julius caesar analysis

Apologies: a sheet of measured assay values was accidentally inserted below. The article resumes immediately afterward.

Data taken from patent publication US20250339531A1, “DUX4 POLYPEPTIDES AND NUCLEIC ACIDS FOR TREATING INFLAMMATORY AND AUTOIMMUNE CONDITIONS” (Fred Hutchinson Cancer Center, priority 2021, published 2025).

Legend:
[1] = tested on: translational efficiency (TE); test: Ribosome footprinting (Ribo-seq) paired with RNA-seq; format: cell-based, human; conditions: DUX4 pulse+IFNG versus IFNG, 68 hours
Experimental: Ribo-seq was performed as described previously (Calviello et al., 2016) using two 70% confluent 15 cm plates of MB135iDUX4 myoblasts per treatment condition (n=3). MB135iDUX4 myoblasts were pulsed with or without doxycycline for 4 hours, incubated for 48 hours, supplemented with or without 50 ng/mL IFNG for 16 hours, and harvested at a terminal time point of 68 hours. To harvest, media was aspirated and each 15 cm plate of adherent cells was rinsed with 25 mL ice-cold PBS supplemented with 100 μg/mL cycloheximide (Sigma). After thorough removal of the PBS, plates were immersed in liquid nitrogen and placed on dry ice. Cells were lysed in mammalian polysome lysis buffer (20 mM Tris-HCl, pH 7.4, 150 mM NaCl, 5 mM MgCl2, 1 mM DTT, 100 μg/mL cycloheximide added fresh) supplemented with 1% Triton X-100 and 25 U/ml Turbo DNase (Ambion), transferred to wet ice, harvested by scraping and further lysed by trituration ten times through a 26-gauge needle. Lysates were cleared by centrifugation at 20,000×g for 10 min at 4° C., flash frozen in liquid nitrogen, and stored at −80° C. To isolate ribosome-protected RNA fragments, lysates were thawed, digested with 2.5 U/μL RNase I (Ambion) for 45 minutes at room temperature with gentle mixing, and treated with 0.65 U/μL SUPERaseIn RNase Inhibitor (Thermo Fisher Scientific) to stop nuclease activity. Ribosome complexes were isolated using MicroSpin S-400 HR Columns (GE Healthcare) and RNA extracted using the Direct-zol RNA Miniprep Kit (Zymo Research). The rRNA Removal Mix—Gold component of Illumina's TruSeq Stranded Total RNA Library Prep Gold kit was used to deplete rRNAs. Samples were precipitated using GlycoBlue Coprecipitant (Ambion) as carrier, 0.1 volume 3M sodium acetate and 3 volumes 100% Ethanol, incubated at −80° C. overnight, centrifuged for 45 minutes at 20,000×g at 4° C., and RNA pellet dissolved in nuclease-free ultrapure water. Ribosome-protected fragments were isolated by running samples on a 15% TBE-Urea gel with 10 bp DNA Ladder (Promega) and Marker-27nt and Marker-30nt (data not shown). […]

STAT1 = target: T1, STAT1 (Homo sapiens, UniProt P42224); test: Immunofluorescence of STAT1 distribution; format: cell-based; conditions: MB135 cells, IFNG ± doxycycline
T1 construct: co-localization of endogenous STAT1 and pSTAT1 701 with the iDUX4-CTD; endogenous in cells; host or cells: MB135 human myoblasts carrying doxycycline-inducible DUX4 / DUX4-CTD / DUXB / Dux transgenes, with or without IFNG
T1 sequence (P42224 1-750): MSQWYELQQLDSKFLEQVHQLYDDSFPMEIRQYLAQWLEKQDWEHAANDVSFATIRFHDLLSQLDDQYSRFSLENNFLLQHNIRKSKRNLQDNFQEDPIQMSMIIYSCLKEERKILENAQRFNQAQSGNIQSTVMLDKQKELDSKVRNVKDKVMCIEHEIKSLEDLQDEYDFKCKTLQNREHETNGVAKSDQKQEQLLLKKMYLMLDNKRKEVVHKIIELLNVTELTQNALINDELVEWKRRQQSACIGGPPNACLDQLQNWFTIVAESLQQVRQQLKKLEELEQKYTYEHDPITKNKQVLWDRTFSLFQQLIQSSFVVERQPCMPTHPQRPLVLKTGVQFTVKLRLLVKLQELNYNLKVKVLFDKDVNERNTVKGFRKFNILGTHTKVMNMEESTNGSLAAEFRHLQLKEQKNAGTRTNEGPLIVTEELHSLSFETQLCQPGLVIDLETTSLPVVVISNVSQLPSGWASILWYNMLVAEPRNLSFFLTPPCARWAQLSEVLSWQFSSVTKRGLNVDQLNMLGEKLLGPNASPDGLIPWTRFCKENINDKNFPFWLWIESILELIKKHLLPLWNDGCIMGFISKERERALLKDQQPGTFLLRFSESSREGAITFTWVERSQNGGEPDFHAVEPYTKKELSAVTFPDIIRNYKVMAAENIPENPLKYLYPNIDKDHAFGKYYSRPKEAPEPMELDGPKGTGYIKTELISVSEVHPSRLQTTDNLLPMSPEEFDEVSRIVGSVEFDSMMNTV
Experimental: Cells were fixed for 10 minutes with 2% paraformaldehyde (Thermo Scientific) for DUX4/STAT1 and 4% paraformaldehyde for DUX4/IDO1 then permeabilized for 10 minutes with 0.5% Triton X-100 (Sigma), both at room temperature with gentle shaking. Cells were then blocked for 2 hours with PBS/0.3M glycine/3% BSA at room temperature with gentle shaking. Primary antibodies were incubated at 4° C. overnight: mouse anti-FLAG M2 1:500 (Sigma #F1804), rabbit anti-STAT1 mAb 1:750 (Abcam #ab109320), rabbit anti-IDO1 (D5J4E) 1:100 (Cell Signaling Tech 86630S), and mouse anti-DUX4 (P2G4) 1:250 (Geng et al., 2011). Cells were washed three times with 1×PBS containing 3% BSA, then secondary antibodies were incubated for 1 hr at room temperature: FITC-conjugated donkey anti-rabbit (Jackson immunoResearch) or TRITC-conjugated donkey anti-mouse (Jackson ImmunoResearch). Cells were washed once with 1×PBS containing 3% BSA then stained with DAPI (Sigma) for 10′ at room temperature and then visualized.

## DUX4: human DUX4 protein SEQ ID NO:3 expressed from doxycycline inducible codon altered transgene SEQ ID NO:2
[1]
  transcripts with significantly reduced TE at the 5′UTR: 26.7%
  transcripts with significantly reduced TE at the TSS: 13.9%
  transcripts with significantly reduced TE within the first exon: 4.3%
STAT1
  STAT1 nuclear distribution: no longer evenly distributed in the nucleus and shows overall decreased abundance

Today, Julius Caesar is fastidiously studied and discussed in many historical texts. Both of them have weakened their own cause by continuing to display the same flaws each exhibited in the early acts. Julius Caesar is a conqueror. In the play, Caesar sometimes allows his pride to … “Et tu, Brute? The paper’s main At first, they’re shocked and horrified that their beloved leader has been assassinated in a conspiracy (Act III, scene ii); Brutus quickly sways their opinion in his favour in a brief speech: “If there be any in this assembly, any dear friend of Caesar’s, to him I say that Brutus’ love to Caesar was no less than his. Caesar, who is so perceptive in his analysis of Cassius, cannot always look "quite through the deeds" of a calculating deceiver. “I will this night,/In several hands, in at his windows throw,/As if they came from several citizens,/Writings, all tending to the great opinion/That Rome holds of his name; wherein obscurely/Caesar’s ambition shall be glanced at.” (Cassius, Act I, scene ii). Julius Caesar is a Roman Empire ruler known as a braggart as a result of his pride and arrogance; he is a complex man with strengths and weaknesses, overall; he is a great man who commands and receives respect from all. Julius Caesar Analysis 1914 Words | 8 Pages. SparkNotes is brought to you by Barnes & Noble. On the day of his murder, he allows the entreaties of his wife, Calpurnia, to make him stay at home (Act II, scene ii) when she tells him of a dream she’s had, seeming to portend his bloody death; yet when Decius Brutus gives a misleadingly positive interpretation of the dream, Caesar quickly changes his mind and leaves home with the conspirators. ( Log Out /  Caesar describes Cassius as having a “lean and hungry” look, as if he lies awake at night brooding. The first two acts of the play thus show the rise of the conspiracy and Brutus’s decision to join it. Home — Essay Samples — History — Julius Caesar — An Analysis of Politics in Julius Caesar, a Play by William Shakespeare This essay has been submitted by a student. As passionate as they may be, they are rarely constant. The commoners march in celebration of Caesar’s victory over Pompey but the Tribunes scold them and chase them off, arguing that Pompey was a celebrated Roman too so Caesar’s triumph is not truly a triumph for Rome. “Cowards die many times before their deaths;/The valiant never taste of death but once./Of all the wonders that I yet have heard,/It seems to me most strange that men should fear;/Seeing that death, a necessary end,/Will come when it will come.” –Caesar, Act II, Scene ii, lines 32-37, 5. When Brutus, Cassius, Titinius, and Messala discuss the battle plans against the army of Mark Antony and Octavius, there is disagreement over where to meet the enemy: should they wait for them to arrive, tired from long marching, while their own armies are well-rested and ready, or should they march on and face the enemy farther ahead? At the beginning of the play, Caesar has just defeated the faction of his rival, Pompey. Leaving behind him a bequest of military triumphs and trampled enemies, Julius Caesar one time once more demonstrated he was a true event-making adult male. After killing Caesar, Brutus tells the other conspirators to dip their hands in Caesar’s blood, and to plead their cause to the people: killing Caesar was for the good of Rome, not for the conspirators’ private profit, and they are to reveal themselves proudly as liberators from Caesar’s growing tyranny (Act III, Scene i). Cassius’ inconstancy is particularly blatant. “Brutus, come apace,/And see how I regarded Caius Cassius./By your leave, gods. ( Log Out /  His power lives on after his death, though, for Mark Antony and Octavius act as his avenging agents. 1. Jealous conspirators convince Caesar's friend Brutus to join their assassination plot against Caesar. Character Analysis in Julius Caesar Julius Caesar : At the play’s start, Julius Caesar is the sole ruler of the Roman Republic, having recently defeated Pompey. After the assassination, the conspirators’ survival depends on their ability to convince the populace and the other senators of Rome that what they did was for the sake of the Republic. Julius Caesar Summary. He fears the growing power of Caesar, but is inconstant with the truth when he forges letters of complaint about Caesar’s tyranny, and has them tossed in the windows of Brutus’ home to trick him into joining the conspirators. Had you rather Caesar were living, and die all slaves, than that Caesar were dead, to live all free men?”. This shows that Julius Caesar, like any leaders, has great ambition. Analysis of ‘Julius Caesar’ Mawr Gorshin educational aid , literature analysis November 17, 2013 August 30, 2019 8 Minutes Julius Caesar is a tragedy Shakespeare is believed to have written in 1599; the play is based on the assassination in 44 BC of the ancient Roman dictator and its aftermath in the Battle of Philippi. I then discuss the worldview that Shakespeare JULIUS CAESAR. “Now let it work. The author from the play is named William Shakespeare, The United Kingdom is the country where William Shakespeare born in April 1564. “But Brutus says he was ambitious,/And Brutus is an honourable man.” –Mark Antony, Act III, Scene ii, lines 86-87, 9. The climax of the play comes when Antony, by juxtaposing Caesar’s accomplishments, his generous will, and his corpse’s brutal wounds with the repeated statement that “Brutus is an honorable man,” persuades the people of Rome that Brutus and his co-conspirators aren’t honorable at all. As Cassius points out, in order to control how their actions are understood, they must either kill or at least silence Mark Antony, Caesar’s loyal and powerful friend who is likely to speak against them. The main theme of this play is constancy versus inconstancy, everyone in the play manifesting varying combinations of these two opposites. Gaius Julius Caesar was a Roman aristocrat, politician, military leader, Dictator, and author, active in the last decades of the Roman Republic, in the first century BC. “There is a tide in the affairs of men/Which, taken at the flood, leads on to fortune;/Omitted, all the voyage of their life/Is bound in shallows and in miseries./On such a full sea are we now afloat;/And we must take the current when it serves,/Or lose our ventures.” –Brutus, Act IV, Scene iii, lines 216-222, 10. This essay suggests that they are not mutually exclusive theatrical genres, and thus can be combined in one dramatic work. “Why, man, he doth bestride the narrow world/Like a Colossus, and we petty men/Walk under his huge legs, and peep about/To find ourselves dishonourable graves./Men at some time are masters of their fates:/The fault, dear Brutus, is  not in our stars,/But in ourselves, that we are underlings.”    –Cassius, Act I, Scene ii, lines 135-141, 3. Political decisions were made through public debate and persuasive argument, and in theory the ideas that would be best for Rome would prevail rather than the will of one ruler. Later in that scene, Brutus’ constancy is so full that he would allow Mark Antony to honour Caesar in his funeral for the good he did in his life; this generosity, of course, is a risk Brutus is taking, and one that ultimately leads to his death, but it also shows how constant he is. If then that friend demand why Brutus rose against Caesar, this is my answer: Not that I lov’d Caesar less, but that I lov’d Rome more. Julius Caesar is a famous Roman general and husband to Calpurnia. Brutus explicitly comments to the audience after Brutus leaves the stage at the end of Act I, Scene ii that he’s just manipulated him. When Brutus learns of officers in Cassius’ army taking bribes, he shows his opposition so openly that he wounds Cassius’ pride, resulting in a quarrel (Act IV, Scene iii). What will happen, however, is, so far, only "a bustling rumor, like a fray, / And the wind brings it from the Capitol." Finally, when all is lost in the wars between Brutus’ army and those of Mark Antony and Octavius (later Augustus), Brutus runs into his sword, accepting the continuing power of Caesar even after his death (see quote 10). At his time, Conquering wars and winning battles are signs of greatness as a person and a leader. The character who was in charge of the assassination was, ironically, Marcus Brutus, a servant and close friend to Julius Caesar. Indeed, his constant loyalty to Rome even outweighs his loyalty to his friend, Caesar. Julius Caesar, in full Gaius Julius Caesar, (born July 12/13, 100? “…but for mine own part, it was Greek to me.” –Casca, Act I, Scene ii, around line 282, 4. Rather than restoring Republican balance, Caesar’s murder unleashes a brutal civil war in which the self-interest and power of the warring parties are all that matter. This is not an example of the work written by professional essay writers. Please log in using one of these methods to post your comment: You are commenting using your WordPress.com account. His followers wish to make him king… read analysis of Julius Caesar “Cry ‘Havoc!’ and let slip the dogs of war.” –Mark Antony, Act III, scene i, line 274, 7. His impact on western history is enormous: he was chiefly responsible for incorporating Gaul (i.e. In his home at night, before the other conspirators arrive, he speaks of how those who gain power often ignore the base degrees from which they’ve climbed. Millions of books are just a click away on BN.com and through our FREE NOOK reading apps. The other conspirators openly admit to each other that they need Brutus to participate because they know that their actions would be seen as treasonous without his reputation to make them look better than they are. Cassius argues for the former, while Brutus argues the latter, based on the principle of inconstancy. But ’tis a common proof/That lowliness is young ambition’s ladder,/Whereto the climber-upward turns his face;/But when he once attains the upmost round,/He then unto the ladder turns his back,/Looks in the clouds, scorning the base degrees/By which he did ascend. While Dante, in his Inferno, portrayed both leading conspirators, Brutus and Cassius, as traitors whose treachery is comparable to that of Judas Iscariot, Shakespeare portrays Brutus as being the only conspirator who acted selflessly, for the good of Rome. Artemidorous may offer him a way out if he can only hear it and the soothsayer of this scene looks as though he may offer Caesar another chance. bce , Rome [Italy]—died March 15, 44 bce , Rome), celebrated Roman general and statesman, the conqueror of Gaul (58–50 bce ), victor in the civil war of 49–45 bce , and dictator (46–44 bce ), who was launching a … Cassius’s story to Brutus about rescuing Caesar from the river but then later finding himself Caesar’s inferior suggests his resentment about being undervalued personally rather than Rome’s institutions being threatened. At the beginning of the play the Republican mode of government is under serious threat, since Julius Caesar is ruling as a dictator and may soon be crowned as a king. The most blatant example of inconstancy, however, is that of the crowd of common Romans outside the Capitol after Caesar’s murder. As Caesar is loudly cheered by crowds offstage, we see Brutus admitting to Cassius that he is worried about what’s happening to the Republic. First, we’ll look at examples of constancy. In fact, the Republic doesn’t dissolve with Caesar’s coronation, but rather with his murder. Brutus continues to be crippled by the delusion that he is more honorable than other people; he thus attacks his chief ally for his dishonorable actions and has himself failed to raise funds for his army because he refuses to get money “by vile means.” Though the two reconcile, Brutus refuses to listen to Cassius (who at least usually has good instincts for self-preservation) and leads their forces into an ill-fated assault. When Brutus and Cassius meet in Act IV, at the head of their armies, and begin arguing with each other, we can see that they’re doomed. Change ), You are commenting using your Google account. I analyze each of the major characters, especially in the ambiguity of them all. “Caesar, now be still:/I kill’d not thee with half so good a will.” –Brutus, Act V, Scene v, lines 50-51. Brutus’ duty to Rome outweighs his kindness to his friends; such noble constancy is rare. He has much strength and very few weaknesses and this helped him achieve small goals that led to his main goal of killing Caesar. The character who was in charge of the assassination was, ironically, Marcus Brutus, a servant and close friend to Julius Caesar. Analysis. I'm merging the variety of topics I've blogged about--which include literary and film analyses, anarchism, socialism, libertarian-leaning Marxism, narcissistic abuse, and psychoanalysis--into a coherent philosophy centred on dialectical materialism, dialectical monism, and object relations theory. Use up and down arrows to review and enter to select. We see the sinister masked figures of the conspirators appearing at Brutus’s door, and finally, in Act III, Brutus and the others betray and stab Caesar to death. Julius Caesar study guide contains a biography of William Shakespeare, literature essays, a complete e-text, quiz questions, major themes, characters, and a full summary and analysis. Brutus and Cassius are forced to flee Rome and the country is plunged into civil war. View all posts by Mawr Gorshin. “Friends, Romans, countrymen, lend me your ears;/I come to bury Caesar, not to praise him./The evil that men do lives after them;/The good is oft interred with their bones;/So let it be with Caesar.” –Mark Antony, Act III, Scene ii. But Brutus makes the fatal error of allowing Antony to speak, because he is still deluded about himself and his own actions, clinging to the idea that he is the most honorable of Romans and that no one would dare dispute his honor. During the plotting with the conspirators that night, Brutus rejects Cassius’ recommendation to kill Mark Antony, too, feeling their “course will seem too bloody”. Caesar himself is mostly constant, though he fears “lean and hungry” Cassius, and wants fat men about him; almost in the same breath, however, he says, “always I am Caesar”. In assassinating Caesar, Brutus thinks that he is striking a blow for Republican ideals and doing what is best for Rome, but in actuality he has let himself be manipulated by Cassius and the other conspirators. He has traveled and conquer the major cities of Europe and planning to conquer the part of Asia also. “O, coward that I am to live so long/To see my best friend ta’en before my face!” (Cassius, Act V, scene iii, lines 34-35)  When Titinius, having not been taken, returns and sees Cassius lying dead on the ground, he kills himself, too. Julius Caesar’s constancy seems the greatest of all. Portia, Brutus’ wife, is offended that he won’t tell her what’s troubling him and keeping him awake at night (Act II, scene i); she feels he doubts her constancy, which she proves by cutting a wound in her leg. “O Julius Caesar, thou art mighty yet!/Thy spirit walks abroad and turns our swords/In our own proper entrails.” (Brutus, Act V, scene iii, lines 93-95), Now we’ll examine inconstancy, of which there’s plenty in this play. At the end of the play, Mark Antony honours Brutus for being the one conspirator who acted not out of envy, but for the good of Rome. Brutus wants to fight Mark Antony and Octavius while his and Cassius’ armies still have the men “‘twixt Philippi and this ground” on their side, for, being “but in a forc’d affection”, those men may switch to the enemy’s side if Mark Antony and Octavius meet them before the battle. Julius Caesar Character Analysis Cassius' Strength's and Weaknesses Cassius was one of the conspirators against Cesar and proves to be a powerful character in Shakespeare's, Julius Caesar. Shakespeare’s account of the Roman general Julius Caesar’s murder by his friend Brutus is a meditation on duty.